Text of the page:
I *tried* to sandbox, but my players were horribly unintuitive..
That said, if they had any heads on their shoulders, and were able to think on their own, I would do the following:
Cook up some really basic non-combat encounters of sorts. In some cases, players will tell quest givers to fuck off. In other cases, players will go with it.
In order to buy myself time to write up more story, I would throw an encounter or two at them. Most encounters that are on a tactical scale tend to chew up a good hour or so of game time. If I'm using Battletech, and the players are as utterly green as they were the last time, that's about one to six hours, depending on whether it's one-on-one, or four on four. It only takes that long because shit gets bogged down by rules arguing, rule-forgetting, and players being ignorant and fucking around on DSes or iPhones.
Wrap up session, See you next week, Begin thinking up plot branches and complications that could occur due to the player's actions.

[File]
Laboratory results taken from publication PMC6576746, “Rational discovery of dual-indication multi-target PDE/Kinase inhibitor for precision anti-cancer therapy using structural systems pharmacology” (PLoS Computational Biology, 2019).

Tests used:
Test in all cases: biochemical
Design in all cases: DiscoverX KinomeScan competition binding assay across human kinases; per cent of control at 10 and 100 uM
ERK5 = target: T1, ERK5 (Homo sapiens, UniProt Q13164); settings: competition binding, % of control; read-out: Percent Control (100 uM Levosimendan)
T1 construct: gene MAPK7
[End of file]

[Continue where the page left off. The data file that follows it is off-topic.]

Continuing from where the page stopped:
Also, be sure to not waste time making full NPC character sheets. Just ad-lib a few numbers after you've gotten used to the system. Estimate chance "Scales" according to what you know about the system. For example, In Mechwarrior 2nd edition, I knew that a 10+ to hit meant a character pretty much sucked, a 8+ is green, a 6 or 7+ is regular. 5+ is pretty much a specialized skill for most characters, and anything less than 3+ makes them elite at something. After I learned to ad-lib using numbers like those as rough guidelines, over writing up massive sheets with stats and background for characters players may never see again, I saved myself a world of time.